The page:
Friday, February 18, 2022

REVIEW: The Imperium Magazine - Issues 1-3

Living on the wrong side of the pond, I've been jealous of the partwork magazine subscriptions they've had in the UK for 40k and AoS these past few years. Well, it's finally our turn, with the Imperium Magazine subscription now available in the US! What exactly is the Imperium magazine and what can you expect from your subscription? Let's find out!

Hachette, the company producing the Imperium magazine in collaboration with Games Workshop, was kind enough to offer me a free Premium subscription to check out and review, and my first 3 issues of the magazine arrived the other week. Before I go into my thoughts on the first issues of the magazine, what exactly is a partwork? This isn't something I had seen at all until they started launching these for Warhammer over in the UK. It's essentially a weekly magazine that has a set number of issues. In the case of Imperium, it focuses on 40k and each issue comes with either some models, paints, tools, or a combo of the three. The idea behind it is that you slowly build up your collection over the course of the subscription, with each issue teaching you a little bit more about the setting, gameplay, and how to paint.

Over the course of the subscription you'll amass a fairly large Necron army, as well as a combined collection of Space Marines, Adeptus Mechanicus, and Soritas, and a bunch of scenery to fight over. The combined arms approach for the Imperial side is where this iteration of the magazine gets its name; Imperium. The first version was called Conquest and featured Space Marines and Death Guard, while the first version for Age of Sigmar, Mortal Realms, was Stormcast and Nighthaunt. Imperium is the first version of these partwork magazines available in the US though. The first issue of Imperium is $6.95, with each issue after that costing $13.95.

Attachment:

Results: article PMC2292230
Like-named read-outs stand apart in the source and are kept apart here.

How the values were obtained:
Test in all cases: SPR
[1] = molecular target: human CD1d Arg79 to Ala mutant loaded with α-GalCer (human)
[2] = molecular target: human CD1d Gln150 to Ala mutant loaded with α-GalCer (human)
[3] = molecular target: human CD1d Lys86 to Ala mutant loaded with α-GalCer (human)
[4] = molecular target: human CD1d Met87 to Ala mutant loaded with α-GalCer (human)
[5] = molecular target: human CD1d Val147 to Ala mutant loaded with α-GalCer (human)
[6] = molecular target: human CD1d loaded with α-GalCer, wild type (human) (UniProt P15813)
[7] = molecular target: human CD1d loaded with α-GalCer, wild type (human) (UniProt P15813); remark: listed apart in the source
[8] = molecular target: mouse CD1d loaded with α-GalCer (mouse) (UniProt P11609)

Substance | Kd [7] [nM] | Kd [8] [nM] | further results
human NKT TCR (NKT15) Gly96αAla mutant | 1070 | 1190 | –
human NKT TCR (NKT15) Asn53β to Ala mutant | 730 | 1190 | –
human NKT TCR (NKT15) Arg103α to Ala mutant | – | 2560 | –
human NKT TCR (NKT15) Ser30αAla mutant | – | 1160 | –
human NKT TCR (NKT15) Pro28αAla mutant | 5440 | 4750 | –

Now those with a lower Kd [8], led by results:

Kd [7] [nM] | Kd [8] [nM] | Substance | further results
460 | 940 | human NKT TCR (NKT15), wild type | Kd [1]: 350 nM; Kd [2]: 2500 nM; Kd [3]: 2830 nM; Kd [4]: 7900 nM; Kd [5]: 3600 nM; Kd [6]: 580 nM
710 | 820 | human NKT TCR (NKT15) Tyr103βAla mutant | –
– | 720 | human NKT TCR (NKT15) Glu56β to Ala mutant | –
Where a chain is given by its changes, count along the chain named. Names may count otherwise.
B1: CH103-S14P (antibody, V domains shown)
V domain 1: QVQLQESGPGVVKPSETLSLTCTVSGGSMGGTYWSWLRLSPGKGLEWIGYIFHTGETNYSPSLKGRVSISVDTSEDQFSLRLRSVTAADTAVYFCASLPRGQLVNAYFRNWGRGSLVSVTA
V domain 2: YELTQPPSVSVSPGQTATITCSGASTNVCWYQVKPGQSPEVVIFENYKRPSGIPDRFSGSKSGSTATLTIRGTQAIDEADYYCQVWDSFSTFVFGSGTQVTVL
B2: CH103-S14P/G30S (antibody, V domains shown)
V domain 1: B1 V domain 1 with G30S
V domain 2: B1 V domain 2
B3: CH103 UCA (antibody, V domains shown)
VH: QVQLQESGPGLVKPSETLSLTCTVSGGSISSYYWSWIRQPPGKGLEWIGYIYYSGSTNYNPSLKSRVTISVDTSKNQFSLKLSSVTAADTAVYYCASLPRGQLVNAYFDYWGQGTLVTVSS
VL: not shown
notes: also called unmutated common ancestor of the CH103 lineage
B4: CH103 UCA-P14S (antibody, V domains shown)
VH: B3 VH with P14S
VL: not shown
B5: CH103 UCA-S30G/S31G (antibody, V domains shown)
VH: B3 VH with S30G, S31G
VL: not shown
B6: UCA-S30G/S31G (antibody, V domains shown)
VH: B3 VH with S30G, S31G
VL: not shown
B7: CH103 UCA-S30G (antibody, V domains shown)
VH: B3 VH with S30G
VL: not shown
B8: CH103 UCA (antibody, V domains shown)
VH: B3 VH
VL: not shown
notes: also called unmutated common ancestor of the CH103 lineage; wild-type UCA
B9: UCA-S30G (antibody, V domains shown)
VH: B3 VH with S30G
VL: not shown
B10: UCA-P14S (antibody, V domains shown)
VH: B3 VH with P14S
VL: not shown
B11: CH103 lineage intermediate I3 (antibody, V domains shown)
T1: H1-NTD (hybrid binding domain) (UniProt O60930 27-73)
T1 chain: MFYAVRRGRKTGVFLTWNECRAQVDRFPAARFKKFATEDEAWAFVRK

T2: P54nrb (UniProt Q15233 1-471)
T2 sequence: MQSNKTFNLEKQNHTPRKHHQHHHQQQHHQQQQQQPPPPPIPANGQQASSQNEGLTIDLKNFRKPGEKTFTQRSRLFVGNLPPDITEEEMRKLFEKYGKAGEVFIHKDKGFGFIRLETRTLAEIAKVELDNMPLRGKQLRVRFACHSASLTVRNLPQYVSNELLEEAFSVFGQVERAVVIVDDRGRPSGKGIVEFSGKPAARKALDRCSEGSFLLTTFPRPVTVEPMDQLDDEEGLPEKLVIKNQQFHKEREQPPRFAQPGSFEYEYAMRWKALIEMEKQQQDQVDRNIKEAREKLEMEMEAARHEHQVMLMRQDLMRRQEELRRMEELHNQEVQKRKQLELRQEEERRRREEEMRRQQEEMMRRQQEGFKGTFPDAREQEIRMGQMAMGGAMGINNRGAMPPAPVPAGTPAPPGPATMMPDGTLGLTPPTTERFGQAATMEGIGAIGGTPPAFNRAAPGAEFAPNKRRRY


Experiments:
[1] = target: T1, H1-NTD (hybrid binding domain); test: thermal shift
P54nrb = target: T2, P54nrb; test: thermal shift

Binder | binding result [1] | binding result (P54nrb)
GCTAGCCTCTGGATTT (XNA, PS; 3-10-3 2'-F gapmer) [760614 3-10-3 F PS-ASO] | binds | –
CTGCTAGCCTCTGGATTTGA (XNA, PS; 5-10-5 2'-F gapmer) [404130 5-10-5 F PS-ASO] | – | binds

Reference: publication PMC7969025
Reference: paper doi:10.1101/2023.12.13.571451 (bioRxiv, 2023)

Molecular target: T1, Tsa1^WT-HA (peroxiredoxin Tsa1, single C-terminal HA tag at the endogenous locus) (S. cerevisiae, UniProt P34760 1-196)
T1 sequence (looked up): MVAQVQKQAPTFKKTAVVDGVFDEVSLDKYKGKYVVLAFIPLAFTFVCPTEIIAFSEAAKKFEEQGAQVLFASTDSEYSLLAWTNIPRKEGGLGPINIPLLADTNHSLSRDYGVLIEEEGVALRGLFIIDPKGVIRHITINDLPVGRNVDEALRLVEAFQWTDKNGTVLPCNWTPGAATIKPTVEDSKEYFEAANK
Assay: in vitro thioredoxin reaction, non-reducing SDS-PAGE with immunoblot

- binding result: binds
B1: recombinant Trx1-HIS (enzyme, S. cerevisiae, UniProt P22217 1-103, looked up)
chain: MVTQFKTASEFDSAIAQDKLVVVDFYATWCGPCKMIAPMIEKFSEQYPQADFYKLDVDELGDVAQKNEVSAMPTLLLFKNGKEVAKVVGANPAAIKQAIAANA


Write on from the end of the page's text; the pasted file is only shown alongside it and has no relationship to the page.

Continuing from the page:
When you sign up for the subscription, even though they're "weekly" you actually get them delivered to you in a monthly bundle. The first month you get the first 3 issues, and every month after that you get 4 issues at a time. Some months also come with free gifts, like hobby tools. There are also binders they send you, the first of which is free, and each one after that is $9.99. I'll get to the relevance of the binders here shortly.

So, now that you know what it's supposed to be, how does it hold up? I of course only have the first 3 issues so far to draw conclusions from, since that's all that's out so far. The first issue comes with the magazine, a playmat, a poster, a ruler, 6 dice, and a Primaris Lieutenant and a Royal Warden model. These are the ones from the starter sets. The second issue comes with the magazine, 3 Necron Warriors, a starter paint brush, and a pot of Runelord Brass, while the third issues comes with the magazine, 3 Assault Intercessors, and a pot of Macragge Blue. The models are all push fit, so you don't need glue, but you will need clippers still to remove them from the sprue.

Looking through the contents of the magazines as well as what they come with it does a pretty good job at being a starting point for complete newbies to the hobby. Each issue explores a little bit more of the background when it comes to the Space Marines and Necrons, with plenty of awesome artwork. The layout and design of everything is great as well. There's nothing new in here if you already have the new Codexes for these armies for example, but like I said, it's geared towards new players.